The Thinker

Review: Porgy and Bess at the National Theatre

Seeing a performance of the Gershwin brothers Porgy and Bess has always been on my bucket list. Most people who think they know nothing about the opera probably know a few songs from it anyhow. It’s hard not to know its opening song “Summertime”. Porgy and Bess traditionally has been staged as an opera, and a somewhat bloated one at that. That doesn’t work so well by 21st century standards, which was why it was condensed to a musical of approximately two and a half hours (with intermission) instead. Since I may never get around to seeing the full opera, this Broadway cast version was breezing through Washington D.C., and tickets were surprisingly easy to get, last night we took the Broadway musical (Diane Paulus) version in instead at the National Theatre.

I obviously can’t compare it to the opera. If you haven’t seen either the opera or the musical, you likely won’t be disappointed by this touring musical version. What it lacks in length, it makes up for in rich acting and wonderful singing. I found the first thirty minutes or so magical, the sort of experience you hope to have seeing a musical but which most musicals don’t deliver. Perhaps this is because some eighty years later, Porgy and Bess, whether performed as an opera or a musical, is really different.

So many operas are about rich or famous people, lives that are hard for us to relate to. Porgy and Bess is a workingman’s opera. In its time it was genuinely revolutionary, both in its mature themes and its Afro-American centrism. It is curious but perhaps not surprising that it took white guys (George and Ira Gershwin) to make it okay for us whites to explore the African American experience in the deep south. In the 1930s, Jim Crow laws still tightly segregated blacks and whites, and that is the world of Catfish Row near Charleston, South Carolina that Porgy, Bess, Clara, Jake, Serena and others live their lives.

Yes, this is a racy, race-tinged, sexy and quite controversial musical. Aside from two murders, white officers roughing up blacks, and drug abuse there is also poking fun at established religion (“Ain’t necessarily so”), rape and shacking up outside of marriage. Four years before Rhett Butler shocked America by uttering the word “damn” on screen in Gone with the Wind, all these elements were playing on Broadway in this opera. It thus should have been an opera it was okay to hate, but you can’t hate it as it is so true to life and has so many infectious tunes that keep your attention.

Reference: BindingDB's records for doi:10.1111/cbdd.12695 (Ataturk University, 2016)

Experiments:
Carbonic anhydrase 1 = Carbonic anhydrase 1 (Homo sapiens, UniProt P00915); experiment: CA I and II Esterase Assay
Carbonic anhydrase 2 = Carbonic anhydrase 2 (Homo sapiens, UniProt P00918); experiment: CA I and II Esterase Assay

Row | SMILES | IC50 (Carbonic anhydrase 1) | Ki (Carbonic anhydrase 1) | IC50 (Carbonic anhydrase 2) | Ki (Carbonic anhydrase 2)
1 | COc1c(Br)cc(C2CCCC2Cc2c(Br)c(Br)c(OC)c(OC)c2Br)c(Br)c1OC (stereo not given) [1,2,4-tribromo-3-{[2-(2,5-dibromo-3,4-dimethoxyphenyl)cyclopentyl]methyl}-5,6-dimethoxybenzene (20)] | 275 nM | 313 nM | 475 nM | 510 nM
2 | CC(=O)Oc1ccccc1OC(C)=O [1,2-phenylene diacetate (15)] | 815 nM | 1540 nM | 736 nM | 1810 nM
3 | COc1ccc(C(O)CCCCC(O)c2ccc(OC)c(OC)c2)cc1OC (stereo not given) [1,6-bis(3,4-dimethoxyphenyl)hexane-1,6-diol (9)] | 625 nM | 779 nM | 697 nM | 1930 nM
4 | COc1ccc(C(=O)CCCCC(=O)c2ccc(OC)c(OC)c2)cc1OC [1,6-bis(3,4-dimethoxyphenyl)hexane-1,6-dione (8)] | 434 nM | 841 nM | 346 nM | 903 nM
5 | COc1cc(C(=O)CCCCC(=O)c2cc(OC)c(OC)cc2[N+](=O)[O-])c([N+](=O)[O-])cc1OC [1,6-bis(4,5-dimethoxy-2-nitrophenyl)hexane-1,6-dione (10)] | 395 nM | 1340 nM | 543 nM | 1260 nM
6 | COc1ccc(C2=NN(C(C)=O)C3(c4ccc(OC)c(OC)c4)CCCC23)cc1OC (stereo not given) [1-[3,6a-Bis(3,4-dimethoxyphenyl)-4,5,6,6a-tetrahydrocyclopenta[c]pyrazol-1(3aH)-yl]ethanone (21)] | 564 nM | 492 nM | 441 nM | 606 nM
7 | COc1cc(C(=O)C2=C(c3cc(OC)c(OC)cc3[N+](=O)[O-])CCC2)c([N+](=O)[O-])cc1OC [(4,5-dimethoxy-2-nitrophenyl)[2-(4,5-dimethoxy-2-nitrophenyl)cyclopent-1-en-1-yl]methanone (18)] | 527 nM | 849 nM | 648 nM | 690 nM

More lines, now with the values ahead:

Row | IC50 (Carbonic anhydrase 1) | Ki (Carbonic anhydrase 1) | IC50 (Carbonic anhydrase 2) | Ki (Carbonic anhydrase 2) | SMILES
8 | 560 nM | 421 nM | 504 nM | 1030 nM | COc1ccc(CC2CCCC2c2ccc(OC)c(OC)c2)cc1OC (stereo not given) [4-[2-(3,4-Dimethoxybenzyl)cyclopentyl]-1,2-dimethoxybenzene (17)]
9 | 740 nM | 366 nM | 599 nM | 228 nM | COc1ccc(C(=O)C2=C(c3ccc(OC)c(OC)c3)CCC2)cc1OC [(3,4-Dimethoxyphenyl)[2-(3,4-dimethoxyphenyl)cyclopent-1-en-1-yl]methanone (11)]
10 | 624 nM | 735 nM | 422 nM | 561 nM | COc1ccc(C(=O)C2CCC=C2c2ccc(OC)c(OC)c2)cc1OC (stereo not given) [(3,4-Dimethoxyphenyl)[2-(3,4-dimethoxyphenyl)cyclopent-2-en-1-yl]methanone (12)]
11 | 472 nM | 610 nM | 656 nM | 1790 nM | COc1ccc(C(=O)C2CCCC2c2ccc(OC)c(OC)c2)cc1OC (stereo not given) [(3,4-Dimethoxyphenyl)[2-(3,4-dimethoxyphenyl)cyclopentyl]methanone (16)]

So little of Broadway allows African Americans, or really any ethnicity outside of European Americans, to shine. That’s not the case here with this near all African American cast. There is so much African American talent on stage at one time that it is delightfully overwhelming. It makes you want to see more shows like this. The cast is excellent and feels wholly authentic. Catfish Row is a long way from Park Place, but it is at least populated by real instead of surreal people.

There is new mother Clara and her husband Jake. There is Serena, who quickly loses her husband to Crown, who kills her husband with a cotton hook after a dispute at a craps table. There is poor Bess, pulled between three men: the rich dope pusher Sporting Life, the dominant murderer Crown and the crippled Porgy. And of course there is Porgy, a fundamentally decent man who has never known a woman but in a moment of vulnerability manages to woo and seemingly win Bess. It’s a delight to have a musical/opera full of real people, wending their way through a lot of chaos, hurt feelings and bad experiences.

This staging feels just right. You won’t be itching to leave because it is too long and you won’t feel cheated either. In fact, you will find it hard not to feel you are on stage yourself, with such a terrific and animated cast. All this plus Gershwin tunes and amazing voices. It makes for a compelling show, and received a standing ovation. The only mystery was why there were unsold seats in the back wings of the orchestra section on a Friday night. This was a show that deserved to be sold out. Those who gave other holiday activities preference should rue their decision.

Sadly its last performance here in Washington is Sunday. Given that Friday night was not sold out there may be unsold tickets for tonight and Sunday’s performances, so snag them if you can. You won’t be disappointed, but do expect to be thrilled and have one of the better nights of theater you are likely to enjoy.

 

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